Science

Science

Research and Axial Volcano Scientific Inquiry

Instruments at International District 1

During ROPOS Dive R1729, a digital-still camera (left), a mass spectrometer (middle) and a fluid- and microbial-DNA sampler (right) were installe

Instruments at International District 1

In 2014, during ROPOS Dive R1729, a digital-still camera (left), a mass spectrometer (middle) and a fluid- and microbial-DNA sampler (right) were installed in the Axial Volcano International District Hydrothermal Field at the vent called El Gordo. A titanium "hat" rests on top of the structure in a tubeworm and limpet patch. Inside the "hat" are temperature probes and intake nozzles for the fluid and DNA sampler. Photo credit: NSF-OOI/UW/CSSF; Dive R1729; V14.

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Octopus and PN3A

An octopus hanging out next to primary node PN3A at Axial Base, 2600 meters deep. Photo Credit: NSF-OOI/UW/CSSF, Dive 1742, V14

Octopus and PN3A

An octopus hanging out next to primary node PN3A at Axial Base, 2600 meters deep.

Photo Credit: NSF-OOI/UW/CSSF, Dive 1742, V14

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Axial Science Background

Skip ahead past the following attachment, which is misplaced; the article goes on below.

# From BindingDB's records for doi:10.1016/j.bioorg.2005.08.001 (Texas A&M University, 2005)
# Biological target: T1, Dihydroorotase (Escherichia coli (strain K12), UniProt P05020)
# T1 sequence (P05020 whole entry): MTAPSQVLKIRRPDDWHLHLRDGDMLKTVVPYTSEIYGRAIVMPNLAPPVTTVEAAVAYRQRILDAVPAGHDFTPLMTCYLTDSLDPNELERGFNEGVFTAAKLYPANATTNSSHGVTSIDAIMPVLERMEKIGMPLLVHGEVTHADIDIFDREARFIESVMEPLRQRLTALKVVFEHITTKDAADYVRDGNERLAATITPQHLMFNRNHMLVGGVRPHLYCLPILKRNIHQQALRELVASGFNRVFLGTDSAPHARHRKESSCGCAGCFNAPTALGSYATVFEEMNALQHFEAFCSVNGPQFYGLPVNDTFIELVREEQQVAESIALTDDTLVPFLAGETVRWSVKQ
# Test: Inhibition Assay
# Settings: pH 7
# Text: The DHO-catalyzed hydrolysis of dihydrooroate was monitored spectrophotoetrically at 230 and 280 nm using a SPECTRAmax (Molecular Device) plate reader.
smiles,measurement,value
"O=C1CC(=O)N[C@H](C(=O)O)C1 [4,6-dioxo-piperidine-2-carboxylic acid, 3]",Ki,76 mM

Axial Volcano is, scientifically, one of the most exciting parts of the OOI cabled approach. Located on the western edge of the Juan de Fuca Plate and located on top of a very shallow portion of the Juan de Fuca Spreading Center, Axial Volcano, or Seamount, is the locus of a highly active volcano-hydrothermal system. 

Research conducted by Chadwick and Nooner (2011) clearly indicates that the center of the caldera on Axial is constantly inflating from growing pressure within the underlying magma (molten rock) chamber about 2 km below the seafloor. An especially exciting observation since 2012, by the same authors, indicates that the rate of rise of the caldera floor suddenly increased by a factor of 4, from an average of 15 cm/year to nearly 60 cm/year at the center of the caldera. 

Many scientists believe this rate of rise is not geologically sustainable and that Axial will soon shift into an eruptive phase, as it did in 2011 and earlier in 1998.  The difference now, however, is that the OOI Cabled Array has more then 22 instruments inside the caldera and to highly sophisticated water-column moorings on the eastern side of the base of the volcano.

For the first time members of the science community interested in submarine volcanism and hydrothermal activity are on the threshold of remotely witnessing the complex processes leading up to an eruption, the actual eruption, and the transition from eruption to post-eruption. Scientists on land and Instruments on site are capable of two-way communication at the speed of light (lasers on optical fiber) all of which are connected to the Internet. This is an entirely novel opportunity for scientists and the public alike to observe the prelude, event, and denoument of an Axial Seamount eruption.

A Perspective on Mid-Ocean Ridge Research

Axial Science Questions